Microsoft delivers preview of Skype for Windows Phone 8

Microsoft delivers preview of Skype for Windows Phone 8

Summary: Microsoft's Skype client for Windows Phone 8 is available in preview form. Along with some readers, I've got qualms over the way contact integration is handled.


Microsoft's Skype division announced Skype for Windows Phone 8 on October 29. But it wasn't until late last night, November 11, that the Skype team made tht product  -- in preview form -- available for download.

(Thanks to WPCentral for a heads up on the availability timing.  Around 9 pm ET on November 11, the preview was just beginning to trickle out. The Skype team announced availability on November 12. The Windows 8 Skype app preview can be downloaded from the Windows Phone Store. )


Skype for Windows Phone 8 is not integrated into the Windows Phone OS, in spite of some reports claiming the contrary. It is a downloadable app, but is more tightly integrated than many other Windows Phone 8 apps -- meaning it has direct access to the People Hub, can display via the lock screen, and can take advantage the incoming call screen -- capabilities which other VOIP apps on Windows Phone 8 do not have.

Skype for Windows Phone 8 allows users to receive chat messages and notifications for voice and video calls even i fthey are in another app or have their phones on lock. Skype officials said this "always on" multitasking will result on only "limited" battery drain. Skype calls will use the same incoming call screen that regular phone calls use in Windows Phone, and will allow call waiting so that users can switch between Skype calls and mobile calls.

Chats are the default first view. As is the case with Skype for Windows 8, the Skype unit's goal is to convince users that Skype chat should be the first place they go when they log into any mobile device. In chat, users will find conversation history, as well as current chats.

"The idea is to promote everyday usage," said Derek Snyder, head of mobile marketing at Skype. Microsoft wants users to become accustomed to logging into Skype and leaving it permanently on.


Skype notifications are available on the lock screen, as an option, as of this release. (See embedded image at left.)

Microsoft officials announced last week that they are planning to eliminate Windows Live Messenger as of the first quarter of 2013. As part of this plan, Microsoft is automatically integrating Messenger buddies into Skype (once a user signs in on Windows Phone 8 for the first time using his/her Microsoft account). Skype officials are playing this up as a positive, claiming this integration will make it "possible for you to connect with more people than ever."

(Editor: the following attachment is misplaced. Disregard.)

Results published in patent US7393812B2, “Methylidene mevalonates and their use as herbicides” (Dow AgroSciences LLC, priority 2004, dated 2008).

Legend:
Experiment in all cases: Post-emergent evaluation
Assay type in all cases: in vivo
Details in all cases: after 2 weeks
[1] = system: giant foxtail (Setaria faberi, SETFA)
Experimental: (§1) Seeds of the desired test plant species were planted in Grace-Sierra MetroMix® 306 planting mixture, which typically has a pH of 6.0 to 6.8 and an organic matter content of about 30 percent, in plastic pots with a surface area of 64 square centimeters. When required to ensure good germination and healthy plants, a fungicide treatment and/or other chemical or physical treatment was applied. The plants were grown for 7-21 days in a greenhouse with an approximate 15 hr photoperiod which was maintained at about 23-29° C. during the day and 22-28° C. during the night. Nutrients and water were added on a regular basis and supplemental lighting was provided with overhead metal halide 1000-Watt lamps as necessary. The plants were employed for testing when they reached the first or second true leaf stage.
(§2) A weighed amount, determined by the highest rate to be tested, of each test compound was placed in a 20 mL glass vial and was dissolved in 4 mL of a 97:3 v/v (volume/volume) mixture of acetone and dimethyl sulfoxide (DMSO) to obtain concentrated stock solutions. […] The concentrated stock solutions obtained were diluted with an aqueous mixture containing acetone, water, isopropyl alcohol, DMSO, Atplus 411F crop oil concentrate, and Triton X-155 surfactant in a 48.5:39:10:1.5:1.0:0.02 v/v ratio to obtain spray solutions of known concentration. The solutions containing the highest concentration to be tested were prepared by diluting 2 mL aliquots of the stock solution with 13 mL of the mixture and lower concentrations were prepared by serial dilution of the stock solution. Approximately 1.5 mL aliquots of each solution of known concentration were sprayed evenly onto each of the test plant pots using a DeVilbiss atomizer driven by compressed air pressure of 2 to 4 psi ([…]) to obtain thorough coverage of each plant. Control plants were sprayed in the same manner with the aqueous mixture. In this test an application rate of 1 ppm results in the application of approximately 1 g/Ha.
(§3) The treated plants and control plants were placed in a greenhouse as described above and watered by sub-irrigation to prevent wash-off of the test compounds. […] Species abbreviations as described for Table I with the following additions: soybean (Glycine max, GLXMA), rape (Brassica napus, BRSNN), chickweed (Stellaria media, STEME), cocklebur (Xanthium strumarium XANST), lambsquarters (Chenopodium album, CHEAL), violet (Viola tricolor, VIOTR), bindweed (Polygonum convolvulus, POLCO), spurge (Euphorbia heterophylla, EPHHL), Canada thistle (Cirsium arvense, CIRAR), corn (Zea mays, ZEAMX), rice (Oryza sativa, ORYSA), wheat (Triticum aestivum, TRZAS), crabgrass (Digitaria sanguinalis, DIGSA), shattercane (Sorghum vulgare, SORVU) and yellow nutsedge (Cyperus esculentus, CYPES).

Along with a number of my readers, I am concerned that there are not currently enough privacy controls to allow users to make themselves unavailable (wihout having to be universally invisible) now that Skype is integrated with my contact list. Another drawback: There is no way to sign out of Skype on Windows Phone 8 (unless I just cannot find this).

Microsoft/Skype have not made it as very clear that once users opt into integrating their Messenger/Skype contact lists, this merger cannot (easily) be undone.

"You can undo the Messenger/Skype merge via support, if needed," a spokesperson told me late last week. "We expect that the ability for the user to undo will be coming soon."

I've sent my feedback to Skype about my uneasiness around the lack of granular privacy controls. Others may do the same by chiming in over at Skype customer support. Hopefully, there's still time for some changes before the WP8 Skype client goes final -- the planned timing of which Microsoft/Skype is not providing at this time.

Topics: Unified Comms, Microsoft, Smartphones, Telcos, Windows


Mary Jo has covered the tech industry for 30 years for a variety of publications and Web sites, and is a frequent guest on radio, TV and podcasts, speaking about all things Microsoft-related. She is the author of Microsoft 2.0: How Microsoft plans to stay relevant in the post-Gates era (John Wiley & Sons, 2008).

Kick off your day with ZDNet's daily email newsletter. It's the freshest tech news and opinion, served hot. Get it.


Log in or register to join the discussion
  • I was expecting better Skype

    I was hoping for better integration with Skype, but I remain very keen on WP8 platform.